As a self-confessed foodie, I love any excuse to eat and will gladly celebrate any food related event, but there’s one day that we should all be aware of – Stop Food Waste Day on 28th April.

Stop Food Waste Day was created by Compass Group in 2017 with the goal of educating people and igniting change. Climate change, wellbeing and sustainability are just some of the key challenges that food waste impacts today.

food in green bag

How big is the issue?

Across the globe, over 1/3 of the food produced goes to waste and the annual value of this food waste is $1 trillion.  It sounds like a big number but how much is that really?

An area larger than China is used to grow food that is never eaten every day.

25% of the world’s water supply is used to grow the food that is never eaten.

If food waste was a country, it would be the third largest emitter of greenhouse gases after China and the US.

 

According to the Stop Food Waste Day’s website, part of the United Nation’s Sustainable Development Goal is to halve food waste by 2030.

Despite this, we are actually on a trajectory to waste 1/3 more than we currently do.  This means more greenhouse gases from food waste in landfill, more overfishing, and more trees being cut down to make space for industrial farming.

Sound scary yet?

The above statistics may make this sounds like a big task that only governments and large corporations can tackle but in developed countries, about ½ of food waste comes from our own homes.

Whilst it might seem trivial to throw away that burnt piece of toast, the wonky, soft piece of fruit in the fruit bowl or the stalk of the broccoli that no one eats but it all adds up!

In the UK, we throw away 25 million slices of bread, 6 million potatoes and 1.4 million bananas every single day.  So, what can we all do to make a change?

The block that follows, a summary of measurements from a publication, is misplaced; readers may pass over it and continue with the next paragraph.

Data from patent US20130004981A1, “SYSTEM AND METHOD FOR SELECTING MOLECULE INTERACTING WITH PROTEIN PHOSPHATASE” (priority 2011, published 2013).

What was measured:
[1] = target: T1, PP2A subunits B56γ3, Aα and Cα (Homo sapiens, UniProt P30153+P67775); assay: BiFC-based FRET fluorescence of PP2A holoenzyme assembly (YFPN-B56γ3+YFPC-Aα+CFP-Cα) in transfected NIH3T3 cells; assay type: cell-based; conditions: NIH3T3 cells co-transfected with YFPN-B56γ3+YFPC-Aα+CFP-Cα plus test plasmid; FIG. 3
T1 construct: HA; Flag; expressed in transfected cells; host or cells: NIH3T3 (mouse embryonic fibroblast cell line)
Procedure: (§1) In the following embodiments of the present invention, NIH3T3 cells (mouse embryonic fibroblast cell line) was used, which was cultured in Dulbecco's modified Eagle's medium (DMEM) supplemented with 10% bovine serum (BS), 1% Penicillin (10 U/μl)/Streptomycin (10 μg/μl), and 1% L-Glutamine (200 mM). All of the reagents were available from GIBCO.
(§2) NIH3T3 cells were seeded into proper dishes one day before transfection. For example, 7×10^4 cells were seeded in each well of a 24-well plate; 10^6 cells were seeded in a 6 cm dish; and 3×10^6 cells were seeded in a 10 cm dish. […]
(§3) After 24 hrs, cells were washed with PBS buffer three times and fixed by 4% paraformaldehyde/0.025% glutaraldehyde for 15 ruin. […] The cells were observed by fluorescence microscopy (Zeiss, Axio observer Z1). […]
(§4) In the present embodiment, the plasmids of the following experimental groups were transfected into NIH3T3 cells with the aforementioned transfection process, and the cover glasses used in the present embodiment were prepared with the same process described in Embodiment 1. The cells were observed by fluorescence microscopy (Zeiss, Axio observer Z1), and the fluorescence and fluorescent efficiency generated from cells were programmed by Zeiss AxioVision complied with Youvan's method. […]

fruit

Top Tips for you

On average, a UK household wastes £800 worth of food every year so think of all the things you could do with a bit of extra cash!

Here are a few of my top tips for reducing food waste:

  1. Avoid buying too much. Before any food shop, plan your meals and go with a shopping list so that you don’t buy food you don’t need.  Also, never shop on an empty stomach.
  2. Make the most of leftovers. Eat them for lunch or freeze them for another day.
  3. Repurpose the scraps. This Christmas I made my first ever turkey soup using our Christmas leftovers.
  4. Understand the difference between “use by” and “best before”. Simple.
  5. Share your food. Humans have been sharing food for over 2,000 years. Why stop now? I use the Olio app which helps me see what food is going for free in my local area.  This could be leftovers from someone’s kitchen or food from supermarkets and restaurants that a Food Hero has collected.

 

Making big changes in our life can sometimes be a little overwhelming so my recommendation is to pick one and get started, then when it’s part of your everyday life, add another!

Coffee beans in hands

What do Express Vending do to help?

As food and drink specialists, food waste has always been a priority for us. We’re constantly exploring new ways to make sure we are doing all we can to be more sustainable.